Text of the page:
The ripple effect
Circuit City finally will flicker out when its last 567 stores close this year, but the bankruptcy of the nation's second-largest electronics retailer will ripple across the U.S. economy for years.
In its wake will be 18.71 million square feet of vacant space in a faltering real estate market. More than 40,000 workers will be jobless, including 7,000 laid off last year.
Shopping centers will lose rental income. Suppliers will lose display space. Newspapers already struggling with falling ad revenues will have one less glossy insert in their Sunday editions.
Circuit City is bigger by far than any other retailer that has gone under in the current recession. The job outlook for its workers is far worse. The prospects for suppliers finding other customers is grim, and a larger pool of creditors likely are to go unpaid.
"The situation today is so different than" during other downturns, said Jerry Mozian, a restructuring expert at Tatum LLC. "It wasn't the whole economy. Here, we've got a worldwide recession."
Other big retail bankruptcies, like Macy's in 1992 and Kmart's in 2002, ended in reorganizations or buyouts rather than liquidation.
Circuit City initially hoped to reorganize when it filed for Chapter 11 protection in November. It was sagging under the weight of $2.32 billion in debt and dismal sales as consumers cut back. But the 60-year-old company couldn't work out a sale or secure new financing, and on Jan. 16 announced it would close.
The chain owes nearly $625 million to its 30 largest unsecured creditors — mostly vendors. They must wait to be paid until secured creditors such as bank lenders are satisfied.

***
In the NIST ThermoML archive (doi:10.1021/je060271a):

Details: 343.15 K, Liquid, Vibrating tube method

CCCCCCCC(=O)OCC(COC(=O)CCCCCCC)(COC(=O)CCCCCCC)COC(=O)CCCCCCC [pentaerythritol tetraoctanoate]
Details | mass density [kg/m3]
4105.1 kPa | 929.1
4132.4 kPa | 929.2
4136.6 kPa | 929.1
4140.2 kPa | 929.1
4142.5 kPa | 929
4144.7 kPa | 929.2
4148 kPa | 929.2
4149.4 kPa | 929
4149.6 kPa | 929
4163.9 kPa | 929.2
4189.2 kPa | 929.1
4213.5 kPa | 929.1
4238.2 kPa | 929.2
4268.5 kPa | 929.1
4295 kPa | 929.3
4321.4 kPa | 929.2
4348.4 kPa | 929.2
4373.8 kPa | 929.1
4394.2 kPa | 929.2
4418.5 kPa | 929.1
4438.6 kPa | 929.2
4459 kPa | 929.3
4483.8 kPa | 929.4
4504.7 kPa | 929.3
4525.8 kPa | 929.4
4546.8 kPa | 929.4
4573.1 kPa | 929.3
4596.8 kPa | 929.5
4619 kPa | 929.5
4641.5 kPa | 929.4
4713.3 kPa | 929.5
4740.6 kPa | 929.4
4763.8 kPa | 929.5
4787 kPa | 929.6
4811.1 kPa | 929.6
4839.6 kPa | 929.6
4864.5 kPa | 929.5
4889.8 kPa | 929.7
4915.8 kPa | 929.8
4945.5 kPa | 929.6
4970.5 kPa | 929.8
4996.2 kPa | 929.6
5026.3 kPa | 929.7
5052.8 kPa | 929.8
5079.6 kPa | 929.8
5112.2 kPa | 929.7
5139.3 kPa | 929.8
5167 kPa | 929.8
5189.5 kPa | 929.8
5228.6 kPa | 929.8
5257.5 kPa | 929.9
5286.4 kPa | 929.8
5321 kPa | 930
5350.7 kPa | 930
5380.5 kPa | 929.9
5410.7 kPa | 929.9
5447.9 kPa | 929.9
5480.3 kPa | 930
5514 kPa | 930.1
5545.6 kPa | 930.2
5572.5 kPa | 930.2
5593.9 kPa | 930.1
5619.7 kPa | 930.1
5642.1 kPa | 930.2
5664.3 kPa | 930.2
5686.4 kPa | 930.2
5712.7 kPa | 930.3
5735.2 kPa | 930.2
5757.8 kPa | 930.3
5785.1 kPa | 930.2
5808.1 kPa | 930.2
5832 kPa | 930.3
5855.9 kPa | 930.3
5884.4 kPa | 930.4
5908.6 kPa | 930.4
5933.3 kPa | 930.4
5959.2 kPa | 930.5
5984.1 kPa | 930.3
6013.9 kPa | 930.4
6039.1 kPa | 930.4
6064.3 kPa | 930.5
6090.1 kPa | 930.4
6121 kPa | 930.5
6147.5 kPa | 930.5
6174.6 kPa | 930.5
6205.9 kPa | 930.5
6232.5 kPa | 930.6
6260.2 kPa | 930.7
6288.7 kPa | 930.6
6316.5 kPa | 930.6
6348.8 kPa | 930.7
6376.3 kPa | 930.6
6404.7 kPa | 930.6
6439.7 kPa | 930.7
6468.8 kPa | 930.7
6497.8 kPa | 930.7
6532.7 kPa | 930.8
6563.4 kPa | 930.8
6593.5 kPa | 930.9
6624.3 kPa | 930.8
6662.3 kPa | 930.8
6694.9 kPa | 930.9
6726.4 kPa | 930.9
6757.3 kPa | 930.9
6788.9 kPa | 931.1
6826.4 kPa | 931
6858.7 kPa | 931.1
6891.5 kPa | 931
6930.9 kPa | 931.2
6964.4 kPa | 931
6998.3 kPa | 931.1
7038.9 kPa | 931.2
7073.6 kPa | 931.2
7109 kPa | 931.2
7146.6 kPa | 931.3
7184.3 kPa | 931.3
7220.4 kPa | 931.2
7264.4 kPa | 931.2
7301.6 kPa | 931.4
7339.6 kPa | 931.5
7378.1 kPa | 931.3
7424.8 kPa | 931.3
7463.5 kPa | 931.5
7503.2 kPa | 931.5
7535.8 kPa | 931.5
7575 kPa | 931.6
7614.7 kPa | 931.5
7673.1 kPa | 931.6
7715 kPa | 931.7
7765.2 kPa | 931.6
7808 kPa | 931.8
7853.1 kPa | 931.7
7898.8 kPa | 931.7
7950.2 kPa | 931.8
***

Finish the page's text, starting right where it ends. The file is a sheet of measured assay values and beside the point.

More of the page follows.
That's hitting electronics makers when they can least afford it. Hewlett-Packard, which is shedding 8 percent of its work force after a big acquisition, is owed nearly $120 million. Samsung, which posted its first ever quarterly loss Friday, is owed roughly $115 million. And Sony, which saw its net profit fall 95 percent in the October to December quarter, is owed $60 million.
The shuttered stores also put pressure on small businesses.
Cafe 56 in the Cleveland suburb of Mayfield Heights counted on business from customers and workers at a nearby Circuit City store that closed last month. The cafe even had a wrap sandwich on the menu named after a store manager who came in almost every day.
"A lot of their staff would come in here because we'd give them 15 percent off," said manager Ben Taylor. "Our business is definitely down."
Cell-phone provider Verizon and cable company Comcast, both of which operated hundreds of mini-stores inside Circuit City locations, will have to pay to shut them down and decide what will happen to the employees who worked there.
Even local newspapers will feel the effects as revenue from a weekly Sunday insert disappears. Industry analyst Ken Doctor of Outsell Inc. said Sunday circulars have been one of the only remaining reliable sources of ad revenue for newspapers as classified ads have dried up. With Circuit City's gone, he said roughly 5 percent to 10 percent of the market could disappear.
To be sure, some companies stand to gain from Circuit City's dissolution, including the competitor that has dogged it for years: Best Buy Co. Inc.
The retailer, which has about twice as many stores as Circuit City, has been winning over customers to its brighter, more vibrant stores, outselling Circuit City $40 billion to $12.4 billion in 2007.
Analysts have said they think Best Buy easily can capture up to 30 percent of Circuit City's revenue, especially since two-thirds of its stores are within 10 miles of soon-to-be vacant Circuit City sites.
Liquidators also could benefit. Four liquidators will sell off all of Circuit City's remaining merchandise, which they value at as much as $2 billion, minus the operating fees and a roughly 70 percent return they are paying to Circuit City.
Shareholders likely will get nothing, as is typical in many bankruptcies, and the thousands of creditors who may get something likely will receive far less than they are owed.
Employees, thrown into a worsening job market, likely will cut their own spending in ways that reverberate.
Chris Yount, who has worked at Circuit City since 2002, said he plans to stay at his store in Peoria, Ill., until the end. The 48-year-old, a manager in the television department, lamented the enormous loss of jobs from the company's failure.
The community's population of 30,000, he said, is comparable to the new number of Circuit City employees who will be out of work.
"When you think about it, that's a small city."